Write down any questions that you might have to come back to. You could also ask if you can record key conversations with any health professionals so that you can return to them. This might be particularly helpful if you find verbal or written communication with professionals challenging.
It’s also a good idea to try to keep all important information in one place. That way you can keep track of it and refer to it when you need to.
What happens next?
Make sure that you ask the virtual ward team what the next steps are and make a note of the response. If the condition of the person you care for changes (ie, gets better or worse) then the outcomes might change.
It doesn’t matter how many times you ask this question if you are worried. Make sure you make it known to anyone in the team if you are unsure about anything relating to the virtual ward.
Make sure that you have all the right contact numbers and that you know when to call someone in the virtual ward team, when to call 999 or 111.
The person you care for and you, as a carer, should have been provided with relevant information. This is one of the nine principles of virtual wards. You should know who to contact if their symptoms worsen, including out of hours. The team has a responsibility to make sure that there are clear pathways to help recognise any early signs of deterioration and the right processes in place to maintain patient safety if this is the case. All staff should have received training on these processes so that everyone knows what is supposed to happen.
Make sure you get a clear, personalised care plan from the virtual ward team that details what happens next. This may include getting a more in-depth assessment to develop a coordinated and integrated plan for treatment and long-term follow up or being linked with
other community services. As a carer, you have a right to be consulted and involved in what happens next.
You are also entitled to a carer’s assessment if you haven’t already had one. It’s not a test, but a discussion about your needs as an unpaid carer and the outcomes that you want to achieve. It may be useful to make a note of what has been said.
Planning to take a break and having cover is important. If you can, try to reach out to family members or close friends if you need some additional support. Even if they are unable to look after the person you care for, they could perhaps ease some of the pressure on your shoulders by, for example, offering to do your shopping or running other chores now and again to give you a break. We have guidance to help you take a break.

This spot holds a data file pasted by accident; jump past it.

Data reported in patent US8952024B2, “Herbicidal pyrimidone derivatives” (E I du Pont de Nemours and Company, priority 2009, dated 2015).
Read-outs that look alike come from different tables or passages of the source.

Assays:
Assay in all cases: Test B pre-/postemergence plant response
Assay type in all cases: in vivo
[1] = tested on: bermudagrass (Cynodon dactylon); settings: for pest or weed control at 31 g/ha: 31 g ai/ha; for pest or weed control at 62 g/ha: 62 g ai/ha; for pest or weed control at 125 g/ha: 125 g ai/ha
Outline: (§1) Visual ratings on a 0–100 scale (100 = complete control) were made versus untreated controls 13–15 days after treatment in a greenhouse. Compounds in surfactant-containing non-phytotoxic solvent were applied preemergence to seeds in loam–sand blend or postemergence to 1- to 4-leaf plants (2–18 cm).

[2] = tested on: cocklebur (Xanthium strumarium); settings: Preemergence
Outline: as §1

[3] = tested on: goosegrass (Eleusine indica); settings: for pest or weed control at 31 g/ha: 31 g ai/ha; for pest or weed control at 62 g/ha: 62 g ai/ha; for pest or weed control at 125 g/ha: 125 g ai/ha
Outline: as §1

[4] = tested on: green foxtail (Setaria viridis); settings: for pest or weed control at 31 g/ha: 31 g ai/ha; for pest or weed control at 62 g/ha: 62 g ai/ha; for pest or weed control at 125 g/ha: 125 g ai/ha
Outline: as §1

If the person you care for is going on to have Continuing Healthcare provided by the NHS, then the team is responsible for making sure that you have sufficient breaks.
There are also other ways of supporting your health and wellbeing.
Remember, you can ask for a rapid carer’s assessment to discuss the outcomes that matter to you and the support you need. Being able to have a carer’s assessment is a statutory right.
If you need to combine work with your caring responsibilities, it may be possible for you to request a flexible working arrangement to help. Many employers make informal arrangements for flexible working. Check your internal work policies and remember, you have the legal right to request flexible working if you have been an employee with 26 weeks (six months) of continuous employment at the time you make an application. We have more information on your employment rights.
The checklist was developed by Carers UK, as part of the Carers’ Partnership alongside Carers Trust, through our work for the Health and Wellbeing Alliance.
We would also like to thank our Insight Volunteers for helping to develop the checklist with their excellent insights based on their caring experience.